Every year organisations have a tradition where they create a naivety scene, a seasonal activity called
It comes in the form of a tug-of-war between those who crave high income figures and low cost estimates so they look good and can keep up the pressure on their underlings - and the forces who fight for more leeway and less pressure so they can have an easier life next year.
May the best man win.
Then the finished budget is declared the map for the coming period, a dream designed into reality, stuff that a kid would appreciate.
Measurable results is the cornerstone of the command-and-control structure, the rallying cry for "good" management. But measurable has no meaning unless you have something to measure against, thus the budget - the naivety scene of the future.
Real life corrective measures using a fictitious map - what value does that have? None whatsoever of course.
Worse, it becomes a pacifier, an ersatz reality, naivety embodied.
But budgets have another purpose beyond process correction - facing lead-times you need to allocate resources early enough to get them in place.
Again, if the map is fictitious and you act upon that to borrow funds, hire people and build plants you must be a strong believer - in that you can alter reality by believing in your own imagined future.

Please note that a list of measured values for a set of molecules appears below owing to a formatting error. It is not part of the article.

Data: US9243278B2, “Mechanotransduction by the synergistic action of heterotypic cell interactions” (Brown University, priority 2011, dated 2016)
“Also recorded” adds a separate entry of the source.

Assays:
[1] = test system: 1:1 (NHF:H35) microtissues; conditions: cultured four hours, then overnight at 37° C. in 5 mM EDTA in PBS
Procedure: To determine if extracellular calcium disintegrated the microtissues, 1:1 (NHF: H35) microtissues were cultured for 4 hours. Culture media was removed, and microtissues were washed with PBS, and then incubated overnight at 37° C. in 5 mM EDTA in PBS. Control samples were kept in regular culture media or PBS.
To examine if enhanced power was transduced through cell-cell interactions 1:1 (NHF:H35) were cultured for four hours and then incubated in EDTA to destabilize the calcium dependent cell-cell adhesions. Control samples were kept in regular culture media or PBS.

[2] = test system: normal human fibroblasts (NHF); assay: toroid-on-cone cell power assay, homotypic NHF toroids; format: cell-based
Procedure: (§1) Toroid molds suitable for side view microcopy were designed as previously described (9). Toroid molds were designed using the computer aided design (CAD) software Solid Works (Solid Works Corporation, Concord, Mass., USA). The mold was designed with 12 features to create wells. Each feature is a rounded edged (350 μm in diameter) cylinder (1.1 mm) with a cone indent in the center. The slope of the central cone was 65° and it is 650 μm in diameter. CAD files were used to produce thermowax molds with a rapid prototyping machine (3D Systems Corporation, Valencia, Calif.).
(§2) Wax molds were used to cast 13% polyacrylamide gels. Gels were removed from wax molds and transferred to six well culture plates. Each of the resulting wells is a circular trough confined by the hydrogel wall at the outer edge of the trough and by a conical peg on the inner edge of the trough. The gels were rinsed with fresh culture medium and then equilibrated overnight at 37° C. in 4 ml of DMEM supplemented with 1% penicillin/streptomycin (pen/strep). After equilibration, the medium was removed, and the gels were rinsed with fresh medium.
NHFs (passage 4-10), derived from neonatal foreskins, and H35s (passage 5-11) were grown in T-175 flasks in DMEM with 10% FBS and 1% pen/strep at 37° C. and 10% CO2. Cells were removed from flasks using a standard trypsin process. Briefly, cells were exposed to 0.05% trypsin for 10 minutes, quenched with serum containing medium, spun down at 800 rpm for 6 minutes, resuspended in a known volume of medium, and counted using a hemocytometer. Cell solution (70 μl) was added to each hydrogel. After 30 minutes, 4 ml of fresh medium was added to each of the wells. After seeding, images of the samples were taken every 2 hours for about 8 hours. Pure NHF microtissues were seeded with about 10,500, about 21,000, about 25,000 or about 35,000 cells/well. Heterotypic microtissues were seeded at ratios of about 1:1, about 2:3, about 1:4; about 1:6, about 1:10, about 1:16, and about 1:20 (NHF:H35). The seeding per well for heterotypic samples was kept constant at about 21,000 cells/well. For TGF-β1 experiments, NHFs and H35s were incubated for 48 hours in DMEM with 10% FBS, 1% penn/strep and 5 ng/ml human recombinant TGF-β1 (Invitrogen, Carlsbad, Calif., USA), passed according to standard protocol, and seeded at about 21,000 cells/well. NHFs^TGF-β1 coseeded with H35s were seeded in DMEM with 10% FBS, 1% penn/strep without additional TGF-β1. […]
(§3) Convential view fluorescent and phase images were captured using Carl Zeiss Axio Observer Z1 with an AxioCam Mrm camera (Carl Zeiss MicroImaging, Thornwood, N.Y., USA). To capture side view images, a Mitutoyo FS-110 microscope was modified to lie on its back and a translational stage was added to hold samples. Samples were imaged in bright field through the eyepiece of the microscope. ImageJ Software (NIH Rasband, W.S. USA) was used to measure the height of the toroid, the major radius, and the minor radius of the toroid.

There must be alternatives.
And there are, albeit only as snippets that hopefully one day can make a complete and practical alternative.
Just-in-time, agile methods, build-to-order, extreme business planning, real-time reporting and of course my pet peeve - a shift to the delivery of your Business Model per command-and-control structures to malleable IT delivered models.
Awast ye scurvy budgets!
I can hear the protests already in this jolly season of budgeting... :)
Thanks to Thomas Otter who in the comments points to a well of links on this matter - and might I add, making me feel slightly so sheepish not having done my proper homework! :/
Start with the Panel discussion: Beyond Budgeting – breaking free from the annual fixed budget from 2003 (!) that Thomas points to and check out what more Juergen Daum writes! Juergen is another SAP chap just like Thomas and my respect for that firm just increased again.
Then visit the Beyond Budgeting Round Table site, yes, nothing less!
My favourite quote from there would of course be:
"Budgeting, as most corporations practice it, should be abolished. That may sound like a radical proposition, but it is merely the final (and decisive) action in a long running battle to change organizations from centralized hierarchies to devolved networks."
And now Dennis pipes in here! :D ]